Lord ABERDEEN's otter hounds baving been here for some days, and there being no chance of any otters being found in this part of the country, an otter was this morning brought over from Kelso. It had been sent for from Lord John Scott, who arrived at the castle this morning. Orders had been given to accelerate all the usual movements of the household, in order that the sport might be seen as early as possible. At a few minutes after nine, however, a heavy rain began to fall, and it was feared that Her MAJESTY would not be able to go out. Apparently, however, Her MAJESTY has learned to disregard all such inconveniences, and accordingly the orders were not countermanded. Sandy Macara was sent on to the outer gate with the pony, and Her MAJESTY and the PRINCE drove out a few minutes after to the spot from which the otter was to be started. Lord Charles WELLESLEY, Lord GLENLYON, and the Hon. Captain MURRAY attended Her MAJESTY on horseback; and the Earl of ABERDEEN,
Lady CANNING, and Lady Caroline Cocks, also proceeded to the waterside in another carriage. Arrived at the spot, Her MAJESTY mounted her pony, although rain was pouring heavily at the time, and prepared to witness the sport along the banks of the stream. Lord GLENLYON held the pony, and the Hon. Captain MURRAY held an umbrella over Her MAJESTY. The otter was started at a point under the hill of Tulloch, in the Garray water, a few hondred yard above the village of Blair Athol. The PRINCE followed on foot close on the hounds, which hunted the otter a short distance up the river, affording pretty good sport, until at length, in about twenty minutes after the first start, he took to the land, and was seized by one of the hounds. The huntsmen took him off, and flung him back again into a deep pool. He darted to the other bank of the stream, where he earthed. Unearthed again by the huntsmen, and started afresh, he gave the hounds some trouble for about ten minutes longer, when they killed him, and he was speared in the usual way by the huntsmen. The otter, when fairly spent, crawled up the bank near where the Queen was, and the hounds of course were upon it. Her MAJESTY turned away her head while they were worrying the animal. The whole hunt was confined within a comparatively short distance, in order that Her MAJESTY might be better able to follow the sport throughout, and perhaps, on the whole, the hunt afforded a good specimen of the general characteristics of a scene so rarely seen by natives of the south. It is questionable, however, whether the otter, after so long a confinement in a close box, could have preserved the requisite spirit to afford a thoroughly fine hunt. The PRINCE and the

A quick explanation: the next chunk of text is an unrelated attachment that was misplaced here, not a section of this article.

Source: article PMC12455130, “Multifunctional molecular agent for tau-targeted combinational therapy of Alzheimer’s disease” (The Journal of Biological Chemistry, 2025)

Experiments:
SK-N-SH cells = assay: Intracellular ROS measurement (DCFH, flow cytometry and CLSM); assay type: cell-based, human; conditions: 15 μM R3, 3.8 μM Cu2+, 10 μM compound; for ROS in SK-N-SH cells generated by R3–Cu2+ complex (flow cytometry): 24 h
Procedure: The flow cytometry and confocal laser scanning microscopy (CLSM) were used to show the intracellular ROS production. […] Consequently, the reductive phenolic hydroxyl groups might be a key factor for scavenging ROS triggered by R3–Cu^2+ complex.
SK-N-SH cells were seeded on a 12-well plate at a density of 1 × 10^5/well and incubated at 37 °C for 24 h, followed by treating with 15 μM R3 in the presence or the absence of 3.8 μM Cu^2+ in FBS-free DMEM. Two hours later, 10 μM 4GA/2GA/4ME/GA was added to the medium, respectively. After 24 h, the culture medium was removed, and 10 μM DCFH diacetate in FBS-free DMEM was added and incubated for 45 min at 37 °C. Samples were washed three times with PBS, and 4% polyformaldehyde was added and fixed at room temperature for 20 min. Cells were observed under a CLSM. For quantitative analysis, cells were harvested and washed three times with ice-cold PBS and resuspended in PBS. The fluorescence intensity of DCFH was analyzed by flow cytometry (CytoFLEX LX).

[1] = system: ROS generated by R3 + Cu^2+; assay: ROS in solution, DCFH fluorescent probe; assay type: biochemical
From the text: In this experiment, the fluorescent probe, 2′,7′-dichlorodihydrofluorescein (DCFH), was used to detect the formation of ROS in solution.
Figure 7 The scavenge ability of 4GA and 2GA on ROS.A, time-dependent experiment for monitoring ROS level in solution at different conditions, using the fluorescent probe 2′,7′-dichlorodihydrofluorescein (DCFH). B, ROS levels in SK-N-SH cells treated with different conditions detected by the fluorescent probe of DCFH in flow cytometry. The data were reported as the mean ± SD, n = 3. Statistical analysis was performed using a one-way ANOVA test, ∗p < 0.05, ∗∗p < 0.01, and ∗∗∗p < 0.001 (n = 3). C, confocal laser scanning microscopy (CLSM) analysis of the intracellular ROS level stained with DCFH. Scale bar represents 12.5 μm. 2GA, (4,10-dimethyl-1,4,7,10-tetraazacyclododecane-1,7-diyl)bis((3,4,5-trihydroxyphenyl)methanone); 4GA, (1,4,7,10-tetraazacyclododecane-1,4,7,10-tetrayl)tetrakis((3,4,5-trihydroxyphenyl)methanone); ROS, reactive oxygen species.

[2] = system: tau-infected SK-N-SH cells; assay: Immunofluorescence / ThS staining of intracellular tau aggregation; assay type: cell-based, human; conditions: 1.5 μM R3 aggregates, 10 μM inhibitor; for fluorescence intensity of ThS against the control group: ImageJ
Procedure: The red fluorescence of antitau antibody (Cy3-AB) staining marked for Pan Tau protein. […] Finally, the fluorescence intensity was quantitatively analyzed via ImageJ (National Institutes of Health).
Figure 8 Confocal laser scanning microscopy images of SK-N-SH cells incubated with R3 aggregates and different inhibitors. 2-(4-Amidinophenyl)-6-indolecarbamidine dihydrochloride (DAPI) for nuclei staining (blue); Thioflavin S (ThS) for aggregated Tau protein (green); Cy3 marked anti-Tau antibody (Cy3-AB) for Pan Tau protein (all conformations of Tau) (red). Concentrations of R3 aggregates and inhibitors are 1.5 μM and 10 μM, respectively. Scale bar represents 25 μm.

gentlemen of the suite, and the others who were present, followed the sport very keenly, and the scene was exciting in the extreme, from the deep baying of the hounds, the shouts of the huntsmen, the occasional yell of a dog that got a bite, and the anxious faces and rapid movements of the distinguished spectators.'
Ladies of England! would to GOD there were in you a heart to approach the throne of your Queen with a supplication that she would banish from her royal presence the pernicious advisers who led her into, who did not dissuade her from, an act like this. We have marked by the type two or three passages that it curdled our blood to read. The poor, terrified, tortured little creature, evidently a tame one, brought from its native retreat, long enclosed in a box, in dark, and debilitating confinement, was turned out into the dazzling light of day, in a perfectly strange place, amid the shouts of men, the baying of dogs, the wild clamour of its many cruel and most unprovoked foes. It was soon exhausted ; it left the water, and yielded itself to the eager jaws of a dog that would have dispatched it, but SPORT enough had not yet been afforded to her Majesty, and a MAN wrested the bleeding little trembler from its fangs, and flung it back into the water. Again it sought refuge on the opposite bank : again it was torn out of the earth.-Oh what a spectacle must it have presented then !-and pitched once more into the water; and then what did it? As though some pitying spirit had guided the creature, it crawled up the bank to the feet of its Queen! Did it know that a word from the Queen would have rescued it?
We do not, we cannot, we dare not pursue the